I decided to compare the Tazo Collection Gyokuro to the Superior Sencha this afternoon because I was struck by the similarity in price between the two. Usually gyokuro is much more expensive than sencha, even ichiban sencha, so it seemed like a good opportunity to test out my hypothesis that haute sencha eventually converges with gyokuro.
What I found, to my surprise, was that I actually preferred the ichiban sencha to this gyokuro. This is good, no doubt, but for some reason the sencha tasted more delectable to me today. It was slightly salty, but it is also possible that I was craving more of a sencha taste, and this gyokuro has a subtler, less vegetal flavor as well. It also seemed slightly thinner and less full than the sencha.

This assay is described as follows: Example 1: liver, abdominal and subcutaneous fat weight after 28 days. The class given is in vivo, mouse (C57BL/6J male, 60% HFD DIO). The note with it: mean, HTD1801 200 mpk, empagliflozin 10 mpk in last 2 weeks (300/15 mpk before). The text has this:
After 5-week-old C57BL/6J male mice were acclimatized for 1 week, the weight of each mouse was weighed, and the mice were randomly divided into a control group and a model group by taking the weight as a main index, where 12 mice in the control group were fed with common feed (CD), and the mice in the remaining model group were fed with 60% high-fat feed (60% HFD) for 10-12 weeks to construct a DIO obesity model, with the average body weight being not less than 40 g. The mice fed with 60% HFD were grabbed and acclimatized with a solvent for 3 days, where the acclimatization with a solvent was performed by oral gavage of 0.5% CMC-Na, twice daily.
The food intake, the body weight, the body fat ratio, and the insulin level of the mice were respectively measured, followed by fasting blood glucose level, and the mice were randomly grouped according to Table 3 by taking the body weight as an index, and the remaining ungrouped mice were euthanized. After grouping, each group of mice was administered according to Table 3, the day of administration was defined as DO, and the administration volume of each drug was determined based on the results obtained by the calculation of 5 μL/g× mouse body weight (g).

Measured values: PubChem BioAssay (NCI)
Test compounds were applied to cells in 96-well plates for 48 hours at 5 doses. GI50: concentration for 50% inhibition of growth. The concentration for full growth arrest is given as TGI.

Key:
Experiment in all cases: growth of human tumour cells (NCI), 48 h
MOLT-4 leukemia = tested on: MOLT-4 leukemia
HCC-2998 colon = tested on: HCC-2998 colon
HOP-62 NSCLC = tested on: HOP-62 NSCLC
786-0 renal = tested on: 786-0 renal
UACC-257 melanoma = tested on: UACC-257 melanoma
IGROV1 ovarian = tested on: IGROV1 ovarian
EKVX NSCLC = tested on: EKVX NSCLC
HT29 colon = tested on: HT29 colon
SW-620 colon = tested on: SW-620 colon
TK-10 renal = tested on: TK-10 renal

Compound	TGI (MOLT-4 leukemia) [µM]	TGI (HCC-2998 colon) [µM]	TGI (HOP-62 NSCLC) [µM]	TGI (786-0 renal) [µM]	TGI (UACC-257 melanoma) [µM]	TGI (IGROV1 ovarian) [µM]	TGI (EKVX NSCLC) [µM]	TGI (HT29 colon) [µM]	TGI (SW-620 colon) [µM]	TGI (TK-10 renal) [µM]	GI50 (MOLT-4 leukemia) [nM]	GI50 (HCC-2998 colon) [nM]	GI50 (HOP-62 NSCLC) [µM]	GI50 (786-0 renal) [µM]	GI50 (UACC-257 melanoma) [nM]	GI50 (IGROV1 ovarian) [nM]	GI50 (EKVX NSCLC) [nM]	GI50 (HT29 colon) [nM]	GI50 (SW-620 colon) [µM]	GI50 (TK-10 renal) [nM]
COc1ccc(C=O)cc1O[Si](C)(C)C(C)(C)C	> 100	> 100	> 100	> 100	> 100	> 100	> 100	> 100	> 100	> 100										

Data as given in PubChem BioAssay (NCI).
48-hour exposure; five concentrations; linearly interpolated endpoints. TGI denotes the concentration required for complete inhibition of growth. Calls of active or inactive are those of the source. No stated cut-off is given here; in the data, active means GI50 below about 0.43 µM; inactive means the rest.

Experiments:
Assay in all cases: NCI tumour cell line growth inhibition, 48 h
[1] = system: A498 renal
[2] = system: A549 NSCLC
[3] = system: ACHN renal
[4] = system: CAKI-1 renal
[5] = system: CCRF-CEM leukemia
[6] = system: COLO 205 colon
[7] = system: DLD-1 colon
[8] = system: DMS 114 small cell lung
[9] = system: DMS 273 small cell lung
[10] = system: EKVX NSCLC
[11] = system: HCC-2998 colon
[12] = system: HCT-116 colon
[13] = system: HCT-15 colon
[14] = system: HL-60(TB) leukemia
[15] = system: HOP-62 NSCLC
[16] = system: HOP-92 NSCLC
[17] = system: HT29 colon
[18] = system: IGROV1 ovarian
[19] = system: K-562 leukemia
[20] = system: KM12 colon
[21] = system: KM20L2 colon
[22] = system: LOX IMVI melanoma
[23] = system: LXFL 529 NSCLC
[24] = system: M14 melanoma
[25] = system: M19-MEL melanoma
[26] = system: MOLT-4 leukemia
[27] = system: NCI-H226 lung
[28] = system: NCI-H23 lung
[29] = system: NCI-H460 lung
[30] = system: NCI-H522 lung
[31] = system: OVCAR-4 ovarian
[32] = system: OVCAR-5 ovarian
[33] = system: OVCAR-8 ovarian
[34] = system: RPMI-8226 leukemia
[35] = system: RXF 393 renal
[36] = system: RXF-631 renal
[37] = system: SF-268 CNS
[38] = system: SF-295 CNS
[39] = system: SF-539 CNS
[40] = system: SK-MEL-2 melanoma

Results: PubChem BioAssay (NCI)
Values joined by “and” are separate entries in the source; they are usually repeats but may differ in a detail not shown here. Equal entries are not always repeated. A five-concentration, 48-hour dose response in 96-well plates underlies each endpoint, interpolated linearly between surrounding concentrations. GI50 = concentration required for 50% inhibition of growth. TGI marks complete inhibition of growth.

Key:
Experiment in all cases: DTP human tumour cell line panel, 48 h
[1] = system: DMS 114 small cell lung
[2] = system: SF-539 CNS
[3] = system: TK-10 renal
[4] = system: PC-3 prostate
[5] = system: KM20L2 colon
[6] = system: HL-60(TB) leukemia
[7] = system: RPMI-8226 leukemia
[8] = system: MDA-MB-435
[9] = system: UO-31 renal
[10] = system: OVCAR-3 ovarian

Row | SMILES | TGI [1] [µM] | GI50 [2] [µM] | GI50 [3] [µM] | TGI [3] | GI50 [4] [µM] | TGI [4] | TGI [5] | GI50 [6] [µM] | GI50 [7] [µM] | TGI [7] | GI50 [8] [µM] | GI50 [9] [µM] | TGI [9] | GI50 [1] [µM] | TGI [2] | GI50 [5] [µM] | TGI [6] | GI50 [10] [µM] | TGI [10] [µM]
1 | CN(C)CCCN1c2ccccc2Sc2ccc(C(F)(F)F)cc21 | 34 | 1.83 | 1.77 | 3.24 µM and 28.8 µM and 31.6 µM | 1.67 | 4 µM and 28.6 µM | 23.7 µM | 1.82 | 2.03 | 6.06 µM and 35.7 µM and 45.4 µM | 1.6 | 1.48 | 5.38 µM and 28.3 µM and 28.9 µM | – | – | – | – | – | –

The liquor was very pale greenish yellow, and there was less particulate matter and cloudiness in this brew than in my side-by-side preparation of Superior Sencha. I was fairly painstaking about keeping the parameters the same, but it is possible that I steeped the gyokuro for slightly less time than the sencha. Anyway, I’m still happy to have a large bag of this gyokuro from the Tazo Collection sale still in progress chez Starbucks.
From a business standpoint, it was probably a mistake for Starbucks to make tea-lovers go to the Starbucks website to buy their loose-leaf tea. They should have kept the tea-selling business of Tazo at the Tazo website. Let’s face it: the people who frequent the Starbucks website are much more likely to be hardcore coffee drinkers, and people who are focusing on tea will go first to a tea-only site such as Teavana before attempting a lengthy and often fruitless search through the difficult-to-navigate Starbucks.com website in search of good tea. Some of it is still there to be found, but it will not be there for much longer, it seems.
(Blazing New Rating #46)